Petrol News

Syria’s oil and gas sector has suffered indirect and direct losses totalling USD 107.10 billion from the start of the uprising in 2011 until mid-2022, according to the Ministry of Foreign Affairs and Expatriates. Meanwhile, the Ministry of Petroleum provided a breakdown of oil and gas production during the first half of the year
The government has recently launched the first phase of a country-wide GPS scheme that requires vehicle owners to install GPS devices or face exemption from the state’s oil subsidy programme. The controversial GPS surveillance system would enable the government to calculate the oil product needs of vehicle owners and surveil ordinary Syrians.
Although Iranian oil supplies to Syria have remained stable and a new Iranian credit line was activated in May, prices have not been curbed. The government recently increased the price of petrol by up to 127 percent, which has immediately impacted the cost of transportation and food.
The government has increased unsubsidised oil prices, attributing the hike to “rising global oil prices” and to its effort “to narrow the wide gap with black market prices.” Damascus has also announced a new Iranian credit line for the purchase of oil supplies from Tehran.
Amid an acute economic crisis, the prices of commodities – including cereals, key food items, oil products, and COVID-19-related items – have soared last year compared with 2020, according to the World Food Programme’s Market Price Watch Bulletin for Syria. Despite the fact that the government has increased public sector salaries, the purchasing power of Syrians is nonetheless unable to keep pace with the rising cost of living.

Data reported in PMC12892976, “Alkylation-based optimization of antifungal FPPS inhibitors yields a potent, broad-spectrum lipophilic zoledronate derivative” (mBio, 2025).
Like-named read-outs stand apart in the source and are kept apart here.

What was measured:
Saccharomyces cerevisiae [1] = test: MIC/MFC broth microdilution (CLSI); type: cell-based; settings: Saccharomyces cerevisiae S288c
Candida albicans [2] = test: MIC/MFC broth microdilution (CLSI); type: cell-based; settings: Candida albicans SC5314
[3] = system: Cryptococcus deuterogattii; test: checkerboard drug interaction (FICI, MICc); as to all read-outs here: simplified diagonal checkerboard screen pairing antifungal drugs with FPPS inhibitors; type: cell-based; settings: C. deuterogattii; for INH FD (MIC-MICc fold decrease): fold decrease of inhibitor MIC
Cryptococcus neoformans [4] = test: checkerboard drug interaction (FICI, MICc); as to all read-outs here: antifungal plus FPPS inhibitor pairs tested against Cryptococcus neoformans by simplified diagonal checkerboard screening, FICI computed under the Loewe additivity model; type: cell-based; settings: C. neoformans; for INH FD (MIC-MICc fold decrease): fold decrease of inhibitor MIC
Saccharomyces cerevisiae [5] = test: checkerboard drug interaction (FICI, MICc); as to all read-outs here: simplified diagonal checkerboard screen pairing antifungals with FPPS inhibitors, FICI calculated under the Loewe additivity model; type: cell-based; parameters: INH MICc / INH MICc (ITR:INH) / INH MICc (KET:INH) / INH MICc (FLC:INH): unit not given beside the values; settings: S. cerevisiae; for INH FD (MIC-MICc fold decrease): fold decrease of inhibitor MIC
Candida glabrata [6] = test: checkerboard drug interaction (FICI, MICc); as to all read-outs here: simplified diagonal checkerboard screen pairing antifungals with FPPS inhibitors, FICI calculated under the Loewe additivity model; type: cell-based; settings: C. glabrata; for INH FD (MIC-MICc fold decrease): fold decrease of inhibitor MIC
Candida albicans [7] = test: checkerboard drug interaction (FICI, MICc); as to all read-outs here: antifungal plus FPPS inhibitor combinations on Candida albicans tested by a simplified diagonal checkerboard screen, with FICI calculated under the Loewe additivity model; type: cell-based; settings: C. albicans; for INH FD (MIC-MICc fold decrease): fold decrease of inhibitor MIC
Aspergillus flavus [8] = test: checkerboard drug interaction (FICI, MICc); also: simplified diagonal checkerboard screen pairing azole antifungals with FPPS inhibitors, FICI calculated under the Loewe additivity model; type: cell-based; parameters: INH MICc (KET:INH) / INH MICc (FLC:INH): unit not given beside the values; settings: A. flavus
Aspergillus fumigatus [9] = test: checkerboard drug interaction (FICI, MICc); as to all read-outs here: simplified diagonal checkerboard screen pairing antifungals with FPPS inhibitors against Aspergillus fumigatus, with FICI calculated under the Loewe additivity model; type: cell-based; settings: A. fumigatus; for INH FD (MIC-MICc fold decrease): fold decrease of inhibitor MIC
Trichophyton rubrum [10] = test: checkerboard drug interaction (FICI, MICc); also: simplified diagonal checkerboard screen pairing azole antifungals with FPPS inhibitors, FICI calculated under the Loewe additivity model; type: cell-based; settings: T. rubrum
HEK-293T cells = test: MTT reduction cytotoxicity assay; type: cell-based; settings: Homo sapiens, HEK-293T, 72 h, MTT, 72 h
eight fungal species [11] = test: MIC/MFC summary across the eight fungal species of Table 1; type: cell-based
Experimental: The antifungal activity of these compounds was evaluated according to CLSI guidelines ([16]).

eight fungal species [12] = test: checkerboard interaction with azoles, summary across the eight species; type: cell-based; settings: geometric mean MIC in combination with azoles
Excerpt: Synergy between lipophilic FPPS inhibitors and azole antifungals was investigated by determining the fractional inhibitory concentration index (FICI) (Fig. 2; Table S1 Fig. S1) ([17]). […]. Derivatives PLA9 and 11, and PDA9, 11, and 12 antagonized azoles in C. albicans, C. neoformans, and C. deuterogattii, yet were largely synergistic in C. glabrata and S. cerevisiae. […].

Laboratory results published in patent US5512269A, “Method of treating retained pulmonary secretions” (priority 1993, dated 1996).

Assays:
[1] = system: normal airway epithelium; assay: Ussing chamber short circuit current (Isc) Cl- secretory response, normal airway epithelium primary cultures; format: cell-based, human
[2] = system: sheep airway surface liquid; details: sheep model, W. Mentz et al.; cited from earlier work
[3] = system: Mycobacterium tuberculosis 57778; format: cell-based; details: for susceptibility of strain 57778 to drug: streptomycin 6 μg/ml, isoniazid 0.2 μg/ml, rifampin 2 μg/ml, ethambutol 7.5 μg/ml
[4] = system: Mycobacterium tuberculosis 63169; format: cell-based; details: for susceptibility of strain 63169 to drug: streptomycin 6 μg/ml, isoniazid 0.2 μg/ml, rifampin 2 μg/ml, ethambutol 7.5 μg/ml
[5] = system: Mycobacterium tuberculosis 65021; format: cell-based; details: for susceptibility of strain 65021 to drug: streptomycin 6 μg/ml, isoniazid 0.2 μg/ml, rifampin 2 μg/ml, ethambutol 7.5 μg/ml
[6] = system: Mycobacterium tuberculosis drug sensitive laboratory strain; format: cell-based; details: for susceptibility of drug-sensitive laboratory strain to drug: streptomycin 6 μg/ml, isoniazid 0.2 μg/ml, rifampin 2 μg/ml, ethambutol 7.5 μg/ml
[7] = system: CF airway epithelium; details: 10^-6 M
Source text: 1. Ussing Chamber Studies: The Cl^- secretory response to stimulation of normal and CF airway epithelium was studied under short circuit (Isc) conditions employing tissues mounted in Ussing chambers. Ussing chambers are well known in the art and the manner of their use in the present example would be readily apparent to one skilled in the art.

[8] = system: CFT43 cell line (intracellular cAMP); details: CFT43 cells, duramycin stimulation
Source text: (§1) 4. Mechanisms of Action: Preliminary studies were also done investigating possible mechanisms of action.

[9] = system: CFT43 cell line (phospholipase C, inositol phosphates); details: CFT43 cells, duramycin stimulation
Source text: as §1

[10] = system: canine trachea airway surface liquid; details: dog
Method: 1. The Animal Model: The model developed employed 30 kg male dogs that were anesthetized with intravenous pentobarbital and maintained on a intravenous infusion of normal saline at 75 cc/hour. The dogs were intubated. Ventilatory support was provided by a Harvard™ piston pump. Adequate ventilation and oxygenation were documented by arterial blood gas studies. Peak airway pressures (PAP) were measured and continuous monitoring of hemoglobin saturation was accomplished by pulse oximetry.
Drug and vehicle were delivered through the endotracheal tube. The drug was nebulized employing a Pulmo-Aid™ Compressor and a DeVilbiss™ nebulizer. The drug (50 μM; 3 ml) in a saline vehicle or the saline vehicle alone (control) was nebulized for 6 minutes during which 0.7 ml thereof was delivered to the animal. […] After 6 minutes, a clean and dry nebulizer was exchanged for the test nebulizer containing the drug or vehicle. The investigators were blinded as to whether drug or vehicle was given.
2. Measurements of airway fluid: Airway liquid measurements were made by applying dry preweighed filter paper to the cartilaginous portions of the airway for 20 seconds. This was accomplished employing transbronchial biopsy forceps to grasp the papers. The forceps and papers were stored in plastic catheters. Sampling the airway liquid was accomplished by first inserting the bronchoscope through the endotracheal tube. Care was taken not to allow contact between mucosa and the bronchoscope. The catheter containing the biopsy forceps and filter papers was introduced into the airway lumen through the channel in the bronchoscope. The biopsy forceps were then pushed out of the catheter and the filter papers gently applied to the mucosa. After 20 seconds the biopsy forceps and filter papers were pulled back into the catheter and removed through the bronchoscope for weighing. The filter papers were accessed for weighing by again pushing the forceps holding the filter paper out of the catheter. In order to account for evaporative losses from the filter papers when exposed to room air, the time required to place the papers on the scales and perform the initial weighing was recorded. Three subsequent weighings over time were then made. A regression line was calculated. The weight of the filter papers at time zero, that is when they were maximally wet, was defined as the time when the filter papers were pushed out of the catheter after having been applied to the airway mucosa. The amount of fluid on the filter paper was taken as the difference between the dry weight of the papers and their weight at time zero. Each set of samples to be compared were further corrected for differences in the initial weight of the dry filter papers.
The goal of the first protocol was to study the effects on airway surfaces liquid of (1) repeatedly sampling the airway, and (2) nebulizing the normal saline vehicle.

Iran’s crude oil exports to Syria have remained stable for the third quarter in a row, at around 6.9 million barrels for the last three months of 2021. On a year-on-year basis, 2021 witnessed a 42.2 percent surge in Iranian oil shipments to Syria.
The Syrian Salvation Government has decided to price oil products sold in parts of the Idlib Governorate controlled by Hayat Tahrir Al-Sham in US dollars rather than Turkish liras amid the rapid collapse of the Turkish currency. Meanwhile, the Syrian government has increased the price of subsidised petrol sold via the smart card system by 46 percent, as supply shortages persist.
The economic crisis in Northwest Syria has been hit hard by Turkey’s economic crisis, in addition to the chronic crises already afflicting the country. The purchasing power of residents is at its lowest levels, sparking mass protests and prompting the leader of Hayat Tahrir Al-Sham, Abu Mohammad Al-Jolani, to meet with the Syrian Salvation Government's Shura Council to review the financial and bread crises.
While the Syrian government scales back subsidies on a wide range of commodities, President Bashar al-Assad has issued two decrees raising the salaries of civil servants and military personnel by 50 percent.